“Lately my life is like a novel I’m having trouble getting through,” begins Sarah Wisby in her new piece “My Life the Novel: The Reviews Are In.” “The protagonist is unlikable; it’s hard to care what happens to her. There’s no plot to speak of—only dull ministrations of daily chores and occasional flashes from her dreams—mostly sex with co-workers.”

Consistently humorous and pithy, “My Life the Novel” is at once a mini-guide to craft and a clever demonstration of the dialog between one’s current life and one’s story. Last year Wisby’s book Viva Loss was published by Small Desk Press and distributed by Small Press Distribution, but the effects it has had—without what is traditionally called major press (although you can read honest yet swooning reviews from two poets you’ve more than just heard of, Paul Corman-Roberts and M.K. Chavez)—have been anything but small. I will only say one sentence about it: Viva Loss is the only book I purchased last year and it isn’t because I only read one book (trust me). I lied, here’s a second: the book is like a three-way marriage between economy, poetry, and insight; you just keep winning. The book has established Wisby as a local champion of the page and has accordingly changed the trajectory of her life. Naturally, this has changed the way she looks at the world. Right?

“My Life the Novel” captures this unique moment in which its author has really blossomed into a poet almost as though by accident and looks ahead to a life as one, professionally, commenting not only on her new life but on her new ways of telling it. Don’t let the humor fool you: this is an honesty that reflects a strong desire—and personal commitment—to stay at her desk, even if the new life threatens to be less than fulfilling:

It might make a better movie than a book, my life, because even though the protagonist is depressed and pathetic, she encounters a lot of really cool things. Like accordion players in the BART station, and all that light blue paint someone spilled on a metal door on the sidewalk. In a movie, all shots being equal, we would see and remember those things, whereas in a book she barely notices them but instead worries about her teeth.

She trudges through her own self-analysis with a finely-honed syntax that eventually takes her where she wants to go:

And then, finally, she says something that interests me. She says, “Loss bores a hole that is larger than what has been lost. That’s why you can’t just replace a person or an animal—the replacement rattles around in all that empty space.”

It’s not like I didn’t know this already, or like she put it better than anyone ever has before, but I don’t know, it took all that wading through blahness to arrive at a place where I could actually feel what she felt, the futility and the grief and the rattling discontent. Of course it’s a cheap trick on the author’s part, throwing a dead dog like that into our laps to force out a little empathy, when really it’s been two years and the protagonist should be over it by now.

Nothing about this is “cheap trick,” but the proof is in the pages. Watch them.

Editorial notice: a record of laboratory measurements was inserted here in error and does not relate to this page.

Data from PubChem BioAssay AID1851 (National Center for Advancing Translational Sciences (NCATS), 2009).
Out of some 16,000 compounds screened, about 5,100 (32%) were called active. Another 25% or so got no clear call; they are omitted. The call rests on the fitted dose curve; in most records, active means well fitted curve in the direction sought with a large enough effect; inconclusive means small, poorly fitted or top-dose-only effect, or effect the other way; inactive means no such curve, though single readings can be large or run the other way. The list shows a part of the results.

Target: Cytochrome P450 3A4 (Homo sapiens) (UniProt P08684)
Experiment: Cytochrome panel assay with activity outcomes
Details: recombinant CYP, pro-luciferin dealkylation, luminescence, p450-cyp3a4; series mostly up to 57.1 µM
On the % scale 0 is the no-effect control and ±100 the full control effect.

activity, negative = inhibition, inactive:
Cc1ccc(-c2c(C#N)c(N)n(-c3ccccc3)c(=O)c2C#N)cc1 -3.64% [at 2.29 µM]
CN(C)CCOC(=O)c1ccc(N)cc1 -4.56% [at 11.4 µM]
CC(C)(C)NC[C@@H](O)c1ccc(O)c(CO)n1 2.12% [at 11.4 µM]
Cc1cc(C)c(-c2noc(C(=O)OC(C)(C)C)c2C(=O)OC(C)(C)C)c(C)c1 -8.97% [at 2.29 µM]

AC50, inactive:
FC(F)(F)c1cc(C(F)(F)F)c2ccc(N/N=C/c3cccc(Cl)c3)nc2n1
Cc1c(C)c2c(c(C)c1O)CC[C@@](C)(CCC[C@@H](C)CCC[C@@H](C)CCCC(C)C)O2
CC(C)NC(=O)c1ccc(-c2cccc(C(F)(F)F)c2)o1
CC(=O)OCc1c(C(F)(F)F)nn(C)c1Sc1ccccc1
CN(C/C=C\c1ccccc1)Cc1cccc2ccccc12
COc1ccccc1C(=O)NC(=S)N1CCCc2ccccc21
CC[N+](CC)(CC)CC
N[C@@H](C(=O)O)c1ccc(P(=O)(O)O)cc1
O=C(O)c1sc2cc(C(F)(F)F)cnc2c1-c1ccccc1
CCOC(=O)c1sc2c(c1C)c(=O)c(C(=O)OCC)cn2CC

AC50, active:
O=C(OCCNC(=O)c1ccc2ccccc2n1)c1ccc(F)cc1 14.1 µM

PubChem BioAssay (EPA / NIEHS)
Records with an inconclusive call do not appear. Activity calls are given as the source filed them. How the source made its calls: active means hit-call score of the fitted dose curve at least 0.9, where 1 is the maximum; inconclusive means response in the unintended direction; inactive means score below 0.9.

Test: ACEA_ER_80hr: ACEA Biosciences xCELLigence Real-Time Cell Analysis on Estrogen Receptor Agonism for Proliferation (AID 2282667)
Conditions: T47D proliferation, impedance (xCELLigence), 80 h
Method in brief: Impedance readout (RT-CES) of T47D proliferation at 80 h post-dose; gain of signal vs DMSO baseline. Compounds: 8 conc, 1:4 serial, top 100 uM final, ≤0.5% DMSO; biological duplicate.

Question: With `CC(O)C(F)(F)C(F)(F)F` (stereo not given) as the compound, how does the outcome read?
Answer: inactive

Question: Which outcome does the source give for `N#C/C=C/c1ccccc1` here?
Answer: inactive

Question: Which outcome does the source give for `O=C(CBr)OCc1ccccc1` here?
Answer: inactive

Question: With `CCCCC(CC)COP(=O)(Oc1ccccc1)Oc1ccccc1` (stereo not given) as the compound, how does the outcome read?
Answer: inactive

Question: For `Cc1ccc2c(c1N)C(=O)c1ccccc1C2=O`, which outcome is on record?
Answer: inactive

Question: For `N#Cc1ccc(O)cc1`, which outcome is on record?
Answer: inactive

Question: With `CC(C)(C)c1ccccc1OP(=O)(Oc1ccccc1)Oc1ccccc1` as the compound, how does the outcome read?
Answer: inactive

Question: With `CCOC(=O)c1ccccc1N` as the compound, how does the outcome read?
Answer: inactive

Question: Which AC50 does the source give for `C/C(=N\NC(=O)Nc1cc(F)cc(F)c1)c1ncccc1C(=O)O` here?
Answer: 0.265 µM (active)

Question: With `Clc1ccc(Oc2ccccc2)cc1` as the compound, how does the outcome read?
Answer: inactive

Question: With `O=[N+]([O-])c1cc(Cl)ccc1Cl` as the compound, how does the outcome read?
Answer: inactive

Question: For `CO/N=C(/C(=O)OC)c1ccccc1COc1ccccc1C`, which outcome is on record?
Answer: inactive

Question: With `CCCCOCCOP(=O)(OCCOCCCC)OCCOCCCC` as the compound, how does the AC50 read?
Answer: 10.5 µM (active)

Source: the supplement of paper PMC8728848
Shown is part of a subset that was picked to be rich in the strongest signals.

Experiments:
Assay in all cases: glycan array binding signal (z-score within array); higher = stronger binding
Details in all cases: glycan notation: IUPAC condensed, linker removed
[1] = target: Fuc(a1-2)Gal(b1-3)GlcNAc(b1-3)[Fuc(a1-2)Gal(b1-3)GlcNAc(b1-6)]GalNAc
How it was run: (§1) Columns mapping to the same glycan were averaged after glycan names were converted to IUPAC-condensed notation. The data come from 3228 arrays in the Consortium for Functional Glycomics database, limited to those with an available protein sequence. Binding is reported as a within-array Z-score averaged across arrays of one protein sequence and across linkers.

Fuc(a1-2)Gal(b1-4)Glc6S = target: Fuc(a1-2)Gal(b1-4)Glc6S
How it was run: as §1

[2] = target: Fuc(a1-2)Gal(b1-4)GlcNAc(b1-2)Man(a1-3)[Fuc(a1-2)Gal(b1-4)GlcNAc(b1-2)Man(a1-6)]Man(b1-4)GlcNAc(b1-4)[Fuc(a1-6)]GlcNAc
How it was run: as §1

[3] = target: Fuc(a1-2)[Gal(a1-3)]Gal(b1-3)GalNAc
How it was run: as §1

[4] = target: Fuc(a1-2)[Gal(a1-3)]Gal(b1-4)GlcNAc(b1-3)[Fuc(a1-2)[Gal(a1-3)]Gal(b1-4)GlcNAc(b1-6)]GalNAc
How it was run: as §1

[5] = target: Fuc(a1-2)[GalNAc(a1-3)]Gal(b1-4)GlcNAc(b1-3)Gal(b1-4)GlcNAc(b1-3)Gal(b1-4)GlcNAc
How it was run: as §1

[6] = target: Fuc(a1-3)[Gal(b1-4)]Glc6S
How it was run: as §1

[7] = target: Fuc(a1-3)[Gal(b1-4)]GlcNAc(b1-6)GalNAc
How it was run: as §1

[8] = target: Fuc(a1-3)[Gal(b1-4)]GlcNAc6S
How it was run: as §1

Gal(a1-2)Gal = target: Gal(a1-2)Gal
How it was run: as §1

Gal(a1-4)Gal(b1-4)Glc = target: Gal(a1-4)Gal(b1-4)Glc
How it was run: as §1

This video also includes “Vetiver,” which is “actually a poem poem, which I don’t write very often, and I almost feel like it came from someplace else.” The poem poem includes these lines:

It seemed to me then that madness was the only way anyone ever got what they wanted from life. To be crazy enough to ask for it. I’d been there, briefly, but it was a chemical overdose that steered me to the ecstatic realm, not my naked brain speed-dialing its own number over and over until God answered. Hello? Hello? … Hello?

Also, I am in love with this sentence: “The next day she took a cab to the hospital, and I got back my fox-fur coat but could not wear it.” But maybe you’d like the context.

This is not that context. This is from the poem “The Art of Losing:”

As for winning, it’s a losing game. For some time now humans have outlived our practicality and must find other reasons to continue on. Grooming our sleek fetishes, learning from the tufted animals how to turn in tighter and tighter circles each day, and bumping up against each other in the form of rock, paper, scissors. If you’ve still got the heart for it, it’s a good excuse to touch each other’s hands.

If you haven’t heard “Bodies at Rest” yet, I’m proud to say you can watch it from the top of this clip. And she ended, appropriately, with “The Myth of the Buried Tether:”

Under each moment, a buried tether. After several attempts to cut the tether with words or burn through it with sex, I grasp it with both hands and pull. If metaphor ever fulfills its cool promise, some day I’ll yank its roots into light. Or else get a sharper language. Between knowing and not knowing I take long breaks, ride escalators and trains, anything moving. Failing again, I plug into motion, try to ride this bucking world …

This coming week » Last week’s pick of the week M.G. Martin will be making his Rumpus debut tomorrow night. You don’t want to miss it. Also, on Friday one of my favorite poets, Sam Sax, will be part of the Literary Death Match. If you see these two performances this week no one will have any $hit on you. And if you get this in time, you might want to head to Eros Center for Safe Sex tonight. K’vetsh turns 14 years old!